Ever since I relocated from Florida to Baltimore, the question from nearly everyone has been this: So what are you going to DO? I have never hated this question, and in fact, it has always sparked a sense of adventure and excitement as the Lord has led me through various seasons of my life. My response, generally, was that I was going to DO whatever the Lord led me to DO. I was going to GO where He opened doors, and I was going to LOVE the people around me. Hands down, that's what I was going to DO. Only this time, things seem different.

I am a college graduate, and I have no idea what the future holds. No classes to attend, or activities to "pass the time." I have been stripped from most of my comforts, and in my eyes, I'm not DOING anything right now. This could be a complete lie, but the majority of those around me seem to have some kind of direction in their lives. Me? I have never been more confused than I am now. This confusing has triggered a complete sense of helplessness in my spirit; one that reminds me that obsessing over and trying to control the details of my life is a job much too big for little ol' me. Go figure.

That was precisely what I felt the Lord saying to me a few weekends ago while I was journaling and praying at the beach. I was thinking about what it means to "be still," and why I had such a hard time with the "waiting process" (Read my previous post!) I tried to listen to the Lord amidst the crashing of the waves on the shore in front of me. Here is the "letter" that somehow became of that moment:

"Shel, you know that I am the LORD. Sure, you go through dry spouts, but you DO know that.
Perhaps your brokenness is not for YOU.
Perhaps it is because 'broken pieces will feed the multitude' and there's a multitude around you that is hungry.
You have wept to me about how the world is hungry, about how they need so much,
and like Christ was broken and poured out for many, you, as His servant and chosen one, must be broken.
Your perfectionism and plans bring glory to YOU, Shel, but I want the glory.
I need you to struggle through this so that others can see ME come through.
Stop trying to fix everything.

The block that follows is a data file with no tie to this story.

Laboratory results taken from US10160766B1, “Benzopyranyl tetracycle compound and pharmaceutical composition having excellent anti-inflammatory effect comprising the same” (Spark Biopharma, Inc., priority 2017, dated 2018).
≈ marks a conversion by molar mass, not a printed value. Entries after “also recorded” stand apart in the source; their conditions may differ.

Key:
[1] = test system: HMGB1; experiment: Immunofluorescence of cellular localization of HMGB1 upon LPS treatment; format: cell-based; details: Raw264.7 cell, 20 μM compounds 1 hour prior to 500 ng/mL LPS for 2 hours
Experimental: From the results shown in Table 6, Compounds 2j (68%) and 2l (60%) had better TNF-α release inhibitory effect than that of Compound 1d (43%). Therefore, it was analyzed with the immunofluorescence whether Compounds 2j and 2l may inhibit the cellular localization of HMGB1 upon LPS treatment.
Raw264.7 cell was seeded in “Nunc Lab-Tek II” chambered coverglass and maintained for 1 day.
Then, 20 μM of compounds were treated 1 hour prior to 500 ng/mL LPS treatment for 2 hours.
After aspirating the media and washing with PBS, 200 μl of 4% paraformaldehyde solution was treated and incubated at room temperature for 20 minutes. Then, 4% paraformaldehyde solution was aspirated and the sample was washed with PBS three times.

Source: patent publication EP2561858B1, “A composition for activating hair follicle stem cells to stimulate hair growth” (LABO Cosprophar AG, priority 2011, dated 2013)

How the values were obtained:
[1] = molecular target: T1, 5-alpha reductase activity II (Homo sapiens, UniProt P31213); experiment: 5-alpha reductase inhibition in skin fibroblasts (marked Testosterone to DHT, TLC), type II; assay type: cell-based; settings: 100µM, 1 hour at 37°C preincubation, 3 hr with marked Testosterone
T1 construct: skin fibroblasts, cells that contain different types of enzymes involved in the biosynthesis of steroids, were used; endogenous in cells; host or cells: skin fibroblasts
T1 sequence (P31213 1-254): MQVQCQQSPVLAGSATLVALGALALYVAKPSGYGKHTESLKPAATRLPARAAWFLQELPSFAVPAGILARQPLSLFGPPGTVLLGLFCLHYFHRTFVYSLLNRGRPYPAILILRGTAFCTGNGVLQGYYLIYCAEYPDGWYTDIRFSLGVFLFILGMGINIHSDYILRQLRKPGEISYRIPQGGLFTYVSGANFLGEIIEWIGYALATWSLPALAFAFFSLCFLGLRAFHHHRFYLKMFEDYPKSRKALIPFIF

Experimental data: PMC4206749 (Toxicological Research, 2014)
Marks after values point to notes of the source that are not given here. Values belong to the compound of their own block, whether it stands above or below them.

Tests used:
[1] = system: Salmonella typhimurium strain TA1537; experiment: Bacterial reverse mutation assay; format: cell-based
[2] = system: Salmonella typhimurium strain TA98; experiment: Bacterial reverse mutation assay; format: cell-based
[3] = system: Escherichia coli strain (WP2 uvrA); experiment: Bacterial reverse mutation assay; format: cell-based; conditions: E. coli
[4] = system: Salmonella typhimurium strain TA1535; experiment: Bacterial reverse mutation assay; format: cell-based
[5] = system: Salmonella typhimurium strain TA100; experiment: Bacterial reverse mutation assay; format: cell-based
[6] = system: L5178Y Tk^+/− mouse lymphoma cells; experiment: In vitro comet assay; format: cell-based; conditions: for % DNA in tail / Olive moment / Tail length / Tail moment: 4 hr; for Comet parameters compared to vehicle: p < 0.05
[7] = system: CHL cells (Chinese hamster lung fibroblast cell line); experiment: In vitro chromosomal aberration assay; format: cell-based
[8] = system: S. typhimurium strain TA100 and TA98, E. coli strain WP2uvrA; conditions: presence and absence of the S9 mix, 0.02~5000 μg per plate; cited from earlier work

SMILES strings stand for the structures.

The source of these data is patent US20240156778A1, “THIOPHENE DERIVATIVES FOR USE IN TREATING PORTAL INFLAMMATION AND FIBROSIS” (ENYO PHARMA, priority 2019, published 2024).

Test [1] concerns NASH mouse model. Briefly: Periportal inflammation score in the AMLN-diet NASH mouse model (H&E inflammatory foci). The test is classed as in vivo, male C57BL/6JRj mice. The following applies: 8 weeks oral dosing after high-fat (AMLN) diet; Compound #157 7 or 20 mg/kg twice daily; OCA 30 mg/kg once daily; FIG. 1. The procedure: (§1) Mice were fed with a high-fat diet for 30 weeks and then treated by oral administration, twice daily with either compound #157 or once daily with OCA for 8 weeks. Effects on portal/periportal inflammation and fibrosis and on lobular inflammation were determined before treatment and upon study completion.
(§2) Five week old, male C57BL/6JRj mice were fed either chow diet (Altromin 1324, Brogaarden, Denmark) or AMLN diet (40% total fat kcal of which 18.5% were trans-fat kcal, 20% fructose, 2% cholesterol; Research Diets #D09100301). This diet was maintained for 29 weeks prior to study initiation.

Be still, and let yourself be broken before me.
You know I won't leave you that way forever, baby girl.
I love you too much to do that.
But for now, I have placed you where you are, to be broken for a little while.
To wrestle, to yearn, and to invite the multitude of those around you into that process
Can you trust me?

I needed to re-read this and post it as a sweet reminder that amidst the chaos, the Lord has not left me. He has a PLAN for me, and He knows exactly how He wants to use me here in Baltimore. Any talents, gifts, or abilities -- HE has given me for His purpose. The Lord does not operate on MY time table, but on HIS. There is a purpose for the waiting, and a plan for all of the things that I cannot see.

"So be truly glad. There is wonderful joy ahead, even though you have to endure many trials for a little while..." 1 Peter 1:6

Choosing to be glad. Thank you, Lord.


waiting away.

Our lives revolve around waiting. We wait for the light to turn green, for the clock to strike six so we can leave our offices, for "mister right" to enter our lives and swoop us off our feet. We wait for telephone calls, for the latest gadgets, for birthdays, anniversaries -- you get the point.

Some of us despise waiting. It annoys us to have to wait in line, or to be served last. Some of us get so frustrated by the need to wait that we find ourselves "lashing out" at whoever will take the fall. "We should not have to wait," we tell ourselves, and in the process, we cling onto the notion that waiting is bad. Waiting is useless. Waiting has no purpose. We kick and scream, because, well, "we should not have to wait!"

Or so I thought.

I've never been one to be annoyed about having to wait in line, or waiting for a friend. But in this season of my life, "waiting" has taken on an entirely new meaning. It's like I'm waiting, but I have no idea what I am waiting for. Will I figure out where my "niche" is in this place? Will I find a job? Will I ever get over X, Y, Z? Who am I? You know, all of those fun questions that everyone loves to answer when asked. I am at a stand still, and my natural reaction is to lash out and try to do something about it. You know... fill my schedule with "things" that make the pain of not knowing less heart wrenching. Less obvious. Less lonely. I know that's not healthy, but it's all I know to do.

And then I come across books, like Sue Monk Kidd's "When the Heart Waits," that advocate for the waiting process, as if it is some kind of great and wonderful season that purges the "dark holes" in us and thrusts us into the future, transformed and new. I am not angry with her book, or with her for that matter. Her book is so powerful and distrupting to what I thought my heart was doing right... so much so that I have made it through a mere 34 pages in the past three months. Nope - not mad at Sue, just mad that I am still waiting.